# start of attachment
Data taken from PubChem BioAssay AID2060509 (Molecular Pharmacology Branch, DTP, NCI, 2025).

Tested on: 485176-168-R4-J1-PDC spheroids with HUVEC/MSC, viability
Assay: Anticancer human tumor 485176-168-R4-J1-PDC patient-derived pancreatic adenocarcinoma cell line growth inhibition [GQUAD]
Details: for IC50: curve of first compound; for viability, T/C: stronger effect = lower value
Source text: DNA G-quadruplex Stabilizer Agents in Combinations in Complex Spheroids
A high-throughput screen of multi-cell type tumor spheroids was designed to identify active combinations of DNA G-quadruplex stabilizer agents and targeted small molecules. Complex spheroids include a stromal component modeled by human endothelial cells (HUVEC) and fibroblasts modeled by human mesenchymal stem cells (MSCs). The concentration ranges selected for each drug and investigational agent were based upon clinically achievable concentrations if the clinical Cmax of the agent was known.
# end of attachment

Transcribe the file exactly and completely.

Data taken from PubChem BioAssay AID2060509 (Molecular Pharmacology Branch, DTP, NCI, 2025).

Tested on: 485176-168-R4-J1-PDC spheroids with HUVEC/MSC, viability
Assay: Anticancer human tumor 485176-168-R4-J1-PDC patient-derived pancreatic adenocarcinoma cell line growth inhibition [GQUAD]
Details: for IC50: curve of first compound; for viability, T/C: stronger effect = lower value
Source text: DNA G-quadruplex Stabilizer Agents in Combinations in Complex Spheroids
A high-throughput screen of multi-cell type tumor spheroids was designed to identify active combinations of DNA G-quadruplex stabilizer agents and targeted small molecules. Complex spheroids include a stromal component modeled by human endothelial cells (HUVEC) and fibroblasts modeled by human mesenchymal stem cells (MSCs). The concentration ranges selected for each drug and investigational agent were based upon clinically achievable concentrations if the clinical Cmax of the agent was known.